“Why kill them?” Alden questioned hesitantly.

  “Because if they are in there and are freely moving around, they’ve chosen the wrong side,” I stated with finality. “The Mages want absolute control, and Seattle is a stepping stone to achieve that goal, which will be the National Guild. All orders go through that Guild before being sent to any other one in the United States, sometimes even Europe. Imagine it like this: all of the Embassies around the world get their orders from the White House, where would you attack if you wanted to control them?”

  “The White House,” Ristan replied as his eyes left mine and moved to the Seattle Guild. “But I’d need help from others familiar with the building.”

  “You’d also need someone who could help prove that you were chosen to lead, so that means that, the someone from the Guild that helped them, is still alive. That, Alden, is why anyone moving about freely in that Guild can’t be saved.”

  “I’m sorry, Flower,” Ristan murmured, but I shrugged it off.

  “It is done; nothing we do can change what has happened here. What we can do is avenge those who were lost trying to protect it. We can stop them from poisoning the other Guilds.” Movement caught my eye in front of the Guild. “It’s show time.”

  We watched as Mages in the robes of the Elders filed out of the huge double doors. No familiar faces, but they had taken care with their appearances. They looked the part, but seemed to be missing some of the finer details that usually marked an Elder. All except one, a familiar Elder, who I had last seen in the memories of a dead wanna-be Enforcer.

  “You have brought war to our door?” the one demanded; his eyes were blue, but dulled in comparison to the color of his robes. “You will pay for this! This is our world; we are the protectors of it!” he sputtered.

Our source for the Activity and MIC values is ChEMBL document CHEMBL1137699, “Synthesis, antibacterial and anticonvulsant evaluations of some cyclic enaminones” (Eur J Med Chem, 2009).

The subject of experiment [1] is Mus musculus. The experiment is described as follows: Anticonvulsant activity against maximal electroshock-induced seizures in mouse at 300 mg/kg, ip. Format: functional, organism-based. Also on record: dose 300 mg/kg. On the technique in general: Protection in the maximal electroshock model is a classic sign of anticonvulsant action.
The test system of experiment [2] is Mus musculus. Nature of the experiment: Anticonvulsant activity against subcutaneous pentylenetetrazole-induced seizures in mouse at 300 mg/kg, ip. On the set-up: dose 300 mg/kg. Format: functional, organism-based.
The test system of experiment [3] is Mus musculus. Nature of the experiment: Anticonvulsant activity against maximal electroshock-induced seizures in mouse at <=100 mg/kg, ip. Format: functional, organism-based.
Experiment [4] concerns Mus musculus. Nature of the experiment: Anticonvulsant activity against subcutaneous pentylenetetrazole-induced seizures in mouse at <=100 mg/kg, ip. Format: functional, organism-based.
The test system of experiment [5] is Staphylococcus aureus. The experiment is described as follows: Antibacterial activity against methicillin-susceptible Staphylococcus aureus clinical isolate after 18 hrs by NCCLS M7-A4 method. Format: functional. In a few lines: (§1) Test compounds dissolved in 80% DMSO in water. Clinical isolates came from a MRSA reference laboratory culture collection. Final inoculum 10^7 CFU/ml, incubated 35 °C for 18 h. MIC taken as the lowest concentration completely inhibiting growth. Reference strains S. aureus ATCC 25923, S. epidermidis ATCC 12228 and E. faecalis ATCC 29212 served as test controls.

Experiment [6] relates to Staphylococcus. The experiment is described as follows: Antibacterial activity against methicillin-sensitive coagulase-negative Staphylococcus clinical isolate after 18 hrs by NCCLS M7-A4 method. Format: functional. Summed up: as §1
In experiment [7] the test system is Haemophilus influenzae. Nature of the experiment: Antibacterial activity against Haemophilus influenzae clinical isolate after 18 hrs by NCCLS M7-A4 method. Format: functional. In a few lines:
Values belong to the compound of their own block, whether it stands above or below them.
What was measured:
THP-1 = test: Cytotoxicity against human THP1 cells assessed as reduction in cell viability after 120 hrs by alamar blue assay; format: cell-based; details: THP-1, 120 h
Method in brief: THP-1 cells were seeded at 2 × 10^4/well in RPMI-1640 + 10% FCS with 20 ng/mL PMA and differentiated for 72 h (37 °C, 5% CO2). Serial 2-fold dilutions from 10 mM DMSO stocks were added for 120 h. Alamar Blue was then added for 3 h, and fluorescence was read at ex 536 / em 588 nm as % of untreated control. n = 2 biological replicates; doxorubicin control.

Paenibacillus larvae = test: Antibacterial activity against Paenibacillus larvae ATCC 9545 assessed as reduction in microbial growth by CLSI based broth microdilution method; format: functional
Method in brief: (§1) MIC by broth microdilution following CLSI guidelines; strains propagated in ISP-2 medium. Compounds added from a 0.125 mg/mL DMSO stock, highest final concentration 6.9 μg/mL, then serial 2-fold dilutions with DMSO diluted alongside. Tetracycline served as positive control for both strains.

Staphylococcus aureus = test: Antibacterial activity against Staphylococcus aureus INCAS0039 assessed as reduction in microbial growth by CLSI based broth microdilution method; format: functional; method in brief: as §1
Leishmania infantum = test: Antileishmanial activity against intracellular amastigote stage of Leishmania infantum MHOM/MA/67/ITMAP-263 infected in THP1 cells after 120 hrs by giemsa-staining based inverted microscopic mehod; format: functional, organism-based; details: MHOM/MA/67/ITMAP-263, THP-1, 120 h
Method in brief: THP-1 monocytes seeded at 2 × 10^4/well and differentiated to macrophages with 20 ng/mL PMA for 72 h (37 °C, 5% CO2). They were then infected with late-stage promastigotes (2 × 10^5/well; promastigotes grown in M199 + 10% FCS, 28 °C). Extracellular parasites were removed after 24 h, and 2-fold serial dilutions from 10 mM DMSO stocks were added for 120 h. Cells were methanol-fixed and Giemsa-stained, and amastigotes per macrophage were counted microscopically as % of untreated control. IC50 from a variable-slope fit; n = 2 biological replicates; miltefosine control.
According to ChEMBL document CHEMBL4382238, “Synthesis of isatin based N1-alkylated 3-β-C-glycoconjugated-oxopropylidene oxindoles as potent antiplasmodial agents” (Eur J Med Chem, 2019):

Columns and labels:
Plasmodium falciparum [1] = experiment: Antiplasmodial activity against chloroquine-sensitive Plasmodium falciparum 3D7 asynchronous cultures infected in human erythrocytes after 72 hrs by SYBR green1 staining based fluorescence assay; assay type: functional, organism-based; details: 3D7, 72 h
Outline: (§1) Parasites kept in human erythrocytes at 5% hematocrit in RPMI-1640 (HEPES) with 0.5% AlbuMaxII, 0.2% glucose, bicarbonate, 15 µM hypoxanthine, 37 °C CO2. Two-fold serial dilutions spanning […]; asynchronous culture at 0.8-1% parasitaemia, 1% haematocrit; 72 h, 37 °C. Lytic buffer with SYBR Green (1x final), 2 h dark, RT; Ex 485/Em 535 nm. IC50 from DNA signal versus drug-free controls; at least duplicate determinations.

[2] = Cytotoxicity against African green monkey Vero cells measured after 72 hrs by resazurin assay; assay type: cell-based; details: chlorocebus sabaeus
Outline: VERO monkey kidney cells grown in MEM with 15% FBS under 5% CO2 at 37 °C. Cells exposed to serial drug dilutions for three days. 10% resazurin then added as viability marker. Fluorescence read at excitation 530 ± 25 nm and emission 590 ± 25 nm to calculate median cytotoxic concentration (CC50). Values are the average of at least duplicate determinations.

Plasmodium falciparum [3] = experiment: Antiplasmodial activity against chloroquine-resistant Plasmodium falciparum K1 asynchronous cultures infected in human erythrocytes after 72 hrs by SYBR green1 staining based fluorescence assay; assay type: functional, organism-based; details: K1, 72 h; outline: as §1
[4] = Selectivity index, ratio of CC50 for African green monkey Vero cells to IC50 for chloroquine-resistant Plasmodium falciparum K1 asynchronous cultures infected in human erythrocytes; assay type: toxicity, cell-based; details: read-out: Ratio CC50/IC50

“What makes you say that?” I challenged, moving past the others to stand at the head of the army amassed in front of the Guild. “What makes you think you are the protectors?”

  “Because I am the Elder of the Seattle Guild. I hold the power of the western seaboard! And you, you have no right to bring these monstrosities into this world. It is an act of aggression against the humans. You will bear the responsibility for this,” he laughed quietly, as if we’d played right into his hands. “You stupid girl, you’ve misjudged us, though, haven’t you? You brought lambs to be slaughtered. You cannot control them without their King.”

  “How do you figure that?” I watched as he smirked and waved his hands, bringing my attention to the humans that cowered in the doorways of the buildings surrounding the Guild, watching the monsters standing in front of it. Phones were lifted, filming our every move. News crews were setting up; no doubt they had been called by the Mages. Yes, they’d wanted an audience, to build strength for their claim for their self-appointed Elder. They wanted the other Guilds watching as they defeated the Horde, but that wasn’t what was going to happen here.